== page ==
The Buffalo Bills went 0-6 in the AFC East during the 2008 season. In an article I dredged up yesterday (and my sincerest apologies go out to the masses for bringing up such cruelty in consecutive articles), we highlighted Buffalo's ridiculously inconsistent ground game as one of several reasons that the Bills haven't beaten a division opponent since 2007. In Buffalo's first four divisional games last season - all losses by a combined score of 87-46 - the Bills managed to rush for just 73 yards per game.
We have also discussed at length in this gruesomely dragged out off-season the fact that all three of the Bills' divisional opponents play the 3-4 defense; all three of those defenses are anchored by league-renowned nose tackles to boot (Jason Ferguson in Miami; Vince Wilfork in New England; and Kris Jenkins in New York). The Bills' offensive line wasn't consistent at many positions in 2008; one position that gets that distinction is center, where the (now departed) combination of Melvin Fowler and Duke Preston - known as "Melduke Prestfowsuck" in these parts - was consistently dreadful. For all of the positive that both of those players brought to the club, they were consistently overwhelmed at the point of attack, which hampered the offense on the whole.
Geoff Hangartner is, for now, the team's response to the center problem. A part-time starter in Carolina, Hangartner has a reputation for intelligence and aggression, and most feel that he's ready to handle starting center duties full-time at this level. He could not have chosen a more challenging new home than Orchard Park, New York.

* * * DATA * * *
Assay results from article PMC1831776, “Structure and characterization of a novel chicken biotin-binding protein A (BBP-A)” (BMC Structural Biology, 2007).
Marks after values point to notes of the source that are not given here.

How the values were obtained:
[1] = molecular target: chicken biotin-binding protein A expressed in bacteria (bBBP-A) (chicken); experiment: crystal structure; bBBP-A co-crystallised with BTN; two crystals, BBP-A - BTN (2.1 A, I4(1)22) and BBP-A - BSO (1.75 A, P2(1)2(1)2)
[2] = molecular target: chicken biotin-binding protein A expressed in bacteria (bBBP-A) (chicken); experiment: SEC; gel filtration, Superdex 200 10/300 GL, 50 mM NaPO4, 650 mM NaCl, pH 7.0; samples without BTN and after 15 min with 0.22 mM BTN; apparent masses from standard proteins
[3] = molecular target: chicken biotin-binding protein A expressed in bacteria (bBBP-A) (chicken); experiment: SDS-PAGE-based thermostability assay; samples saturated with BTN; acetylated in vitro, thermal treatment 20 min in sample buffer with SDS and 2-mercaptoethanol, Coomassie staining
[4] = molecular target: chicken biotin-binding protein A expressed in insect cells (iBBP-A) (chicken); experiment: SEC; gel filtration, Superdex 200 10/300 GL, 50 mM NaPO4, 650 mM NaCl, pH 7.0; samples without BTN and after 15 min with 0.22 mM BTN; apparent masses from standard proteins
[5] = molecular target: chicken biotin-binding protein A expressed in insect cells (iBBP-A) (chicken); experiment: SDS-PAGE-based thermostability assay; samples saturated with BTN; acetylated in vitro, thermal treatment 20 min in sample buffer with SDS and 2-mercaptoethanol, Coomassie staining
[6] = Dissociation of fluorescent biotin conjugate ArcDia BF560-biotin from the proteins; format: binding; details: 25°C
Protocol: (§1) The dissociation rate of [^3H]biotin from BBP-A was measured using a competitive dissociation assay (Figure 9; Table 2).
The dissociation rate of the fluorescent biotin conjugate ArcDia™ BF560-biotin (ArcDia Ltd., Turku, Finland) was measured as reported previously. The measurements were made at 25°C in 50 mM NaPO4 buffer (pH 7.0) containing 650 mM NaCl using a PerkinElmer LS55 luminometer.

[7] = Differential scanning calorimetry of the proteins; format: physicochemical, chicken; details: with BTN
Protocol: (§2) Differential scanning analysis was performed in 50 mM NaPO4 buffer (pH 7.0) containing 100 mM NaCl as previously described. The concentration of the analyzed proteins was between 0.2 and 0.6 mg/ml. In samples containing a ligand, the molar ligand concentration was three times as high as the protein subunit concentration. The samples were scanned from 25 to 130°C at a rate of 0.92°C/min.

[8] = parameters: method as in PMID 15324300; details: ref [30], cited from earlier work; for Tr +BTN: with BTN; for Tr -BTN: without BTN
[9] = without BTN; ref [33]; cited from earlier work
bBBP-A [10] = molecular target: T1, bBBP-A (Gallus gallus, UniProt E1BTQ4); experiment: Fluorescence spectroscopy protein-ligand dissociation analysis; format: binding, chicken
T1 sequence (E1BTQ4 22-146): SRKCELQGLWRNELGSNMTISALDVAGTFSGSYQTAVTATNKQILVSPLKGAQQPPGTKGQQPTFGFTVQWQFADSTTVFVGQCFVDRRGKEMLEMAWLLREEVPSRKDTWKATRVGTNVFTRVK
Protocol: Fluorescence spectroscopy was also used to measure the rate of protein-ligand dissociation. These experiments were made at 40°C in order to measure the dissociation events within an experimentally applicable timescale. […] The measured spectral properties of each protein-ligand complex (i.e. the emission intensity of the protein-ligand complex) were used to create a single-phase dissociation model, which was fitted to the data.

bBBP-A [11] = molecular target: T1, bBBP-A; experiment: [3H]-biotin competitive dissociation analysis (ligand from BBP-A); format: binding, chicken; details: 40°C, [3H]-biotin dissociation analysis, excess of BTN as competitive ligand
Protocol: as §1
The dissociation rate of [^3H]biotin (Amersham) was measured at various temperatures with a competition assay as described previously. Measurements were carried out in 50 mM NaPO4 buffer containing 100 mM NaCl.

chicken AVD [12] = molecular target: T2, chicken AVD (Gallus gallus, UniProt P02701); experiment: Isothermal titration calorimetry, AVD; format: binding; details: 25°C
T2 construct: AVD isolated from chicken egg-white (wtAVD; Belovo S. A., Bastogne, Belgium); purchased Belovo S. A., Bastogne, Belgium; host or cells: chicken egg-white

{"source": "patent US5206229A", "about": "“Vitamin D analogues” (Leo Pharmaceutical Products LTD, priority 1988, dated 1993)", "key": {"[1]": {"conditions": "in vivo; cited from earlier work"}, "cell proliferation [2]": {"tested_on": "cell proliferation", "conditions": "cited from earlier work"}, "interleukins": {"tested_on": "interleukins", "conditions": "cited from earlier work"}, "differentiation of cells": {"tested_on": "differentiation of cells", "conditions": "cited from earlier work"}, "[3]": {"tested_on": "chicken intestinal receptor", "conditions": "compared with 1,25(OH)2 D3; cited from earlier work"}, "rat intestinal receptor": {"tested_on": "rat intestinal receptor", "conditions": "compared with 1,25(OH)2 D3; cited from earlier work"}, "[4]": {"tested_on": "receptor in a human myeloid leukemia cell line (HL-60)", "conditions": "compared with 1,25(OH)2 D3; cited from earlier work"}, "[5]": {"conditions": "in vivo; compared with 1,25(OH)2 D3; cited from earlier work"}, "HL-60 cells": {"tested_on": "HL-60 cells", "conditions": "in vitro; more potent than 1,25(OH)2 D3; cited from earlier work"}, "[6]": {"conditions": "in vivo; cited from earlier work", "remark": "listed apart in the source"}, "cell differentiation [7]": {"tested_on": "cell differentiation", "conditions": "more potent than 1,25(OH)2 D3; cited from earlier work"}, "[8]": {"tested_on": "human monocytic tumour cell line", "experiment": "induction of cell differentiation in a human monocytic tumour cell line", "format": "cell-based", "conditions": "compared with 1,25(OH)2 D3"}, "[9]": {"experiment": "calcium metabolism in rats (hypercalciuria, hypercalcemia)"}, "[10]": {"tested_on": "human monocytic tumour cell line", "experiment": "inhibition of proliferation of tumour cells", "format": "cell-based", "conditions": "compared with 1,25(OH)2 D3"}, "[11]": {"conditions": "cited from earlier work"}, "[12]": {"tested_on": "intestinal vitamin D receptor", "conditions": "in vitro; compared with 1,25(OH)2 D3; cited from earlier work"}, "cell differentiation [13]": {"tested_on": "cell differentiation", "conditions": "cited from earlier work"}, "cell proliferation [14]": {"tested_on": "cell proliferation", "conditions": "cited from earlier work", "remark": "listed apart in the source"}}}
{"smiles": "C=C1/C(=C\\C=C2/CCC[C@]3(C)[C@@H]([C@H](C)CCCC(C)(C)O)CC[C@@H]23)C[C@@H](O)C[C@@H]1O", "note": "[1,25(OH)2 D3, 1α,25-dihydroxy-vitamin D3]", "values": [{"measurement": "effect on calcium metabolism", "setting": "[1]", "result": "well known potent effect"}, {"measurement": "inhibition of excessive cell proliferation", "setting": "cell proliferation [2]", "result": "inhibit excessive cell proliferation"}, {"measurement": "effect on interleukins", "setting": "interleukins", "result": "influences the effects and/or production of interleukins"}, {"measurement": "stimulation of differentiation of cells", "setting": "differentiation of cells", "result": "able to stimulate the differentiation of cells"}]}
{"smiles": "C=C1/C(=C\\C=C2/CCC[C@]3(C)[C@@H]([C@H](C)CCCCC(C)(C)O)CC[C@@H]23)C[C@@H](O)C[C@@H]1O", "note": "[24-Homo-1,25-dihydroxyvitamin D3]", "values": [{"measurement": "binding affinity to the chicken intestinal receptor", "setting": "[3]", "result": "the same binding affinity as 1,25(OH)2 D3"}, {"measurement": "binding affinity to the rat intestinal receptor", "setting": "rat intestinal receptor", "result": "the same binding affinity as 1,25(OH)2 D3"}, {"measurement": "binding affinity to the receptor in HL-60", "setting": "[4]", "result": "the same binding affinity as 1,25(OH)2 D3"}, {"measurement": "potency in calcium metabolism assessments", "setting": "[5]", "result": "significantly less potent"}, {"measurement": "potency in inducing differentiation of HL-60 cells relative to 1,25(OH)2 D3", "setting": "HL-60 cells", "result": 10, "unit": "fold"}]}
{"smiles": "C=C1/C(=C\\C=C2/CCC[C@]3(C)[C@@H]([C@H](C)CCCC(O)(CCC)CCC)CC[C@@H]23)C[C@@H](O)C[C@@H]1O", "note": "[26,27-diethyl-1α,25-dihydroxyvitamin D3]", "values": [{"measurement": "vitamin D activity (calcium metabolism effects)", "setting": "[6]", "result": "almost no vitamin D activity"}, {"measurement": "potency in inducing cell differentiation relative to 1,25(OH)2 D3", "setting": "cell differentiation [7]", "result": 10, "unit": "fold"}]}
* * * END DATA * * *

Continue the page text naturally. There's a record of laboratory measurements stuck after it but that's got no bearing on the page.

Let's face it - no matter what Pats fans think, the Bills had one of the better running back tandems in the league in 2008 behind Marshawn Lynch and Fred Jackson. The addition of veteran Dominic Rhodes further fortifies a position that is arguably the Bills' team strength. Considering the ease of Buffalo's schedule outside the division last year, the fact that the Bills finished No. 14 in the NFL in both rushing (115.1 yards per game) and per-rush average (4.2 yards) is rather pedestrian. That increases tenfold when taking the run-blocking brilliance of departed left tackle Jason Peters into consideration.
As previously mentioned, however, the Bills' biggest rushing issues came in-division, and that's where Hangartner's impact needs to be felt the most. To put it lightly, the trio of Ferguson, Wilfork and Jenkins manhandled the Bills last season; to the Bills' credit, they did find a way to rush for 234 combined yards in late-season losses to the Jets and Pats, but by that point, the damage was done.
Think the center position isn't important in the AFC East? Think again. The Dolphins were a successful rushing team in 2008 thanks to dynamic rushers and the Wildcat offense, yet wasted no time in replacing center Samson Satele with Jake Grove. You can't win consistently in this division unless you're sound at the point of attack, something the division-champion Dolphins realized quickly. Mercifully, the Bills caught up after several mediocre seasons from the position as well.
The Bills fancy themselves playoff contenders in 2009 after a productive and pleasing off-season. It's win or go home for the decision-makers at One Bills Drive. It's hard to state it more plainly: there won't be a lot of winning unless the Bills become more competitive in the division, and a lot of the potential success in those key matchups lies on the broad shoulders of the team's new center. There's a lot to like about Geoff Hangartner, but very few of us have actually seen him play yet. The expectations - handle Ferguson, Wilfork and Jenkins in your first year as a full-time starter - are enormous. His team's competitive abilities in-division (in large part) hangs in the balance.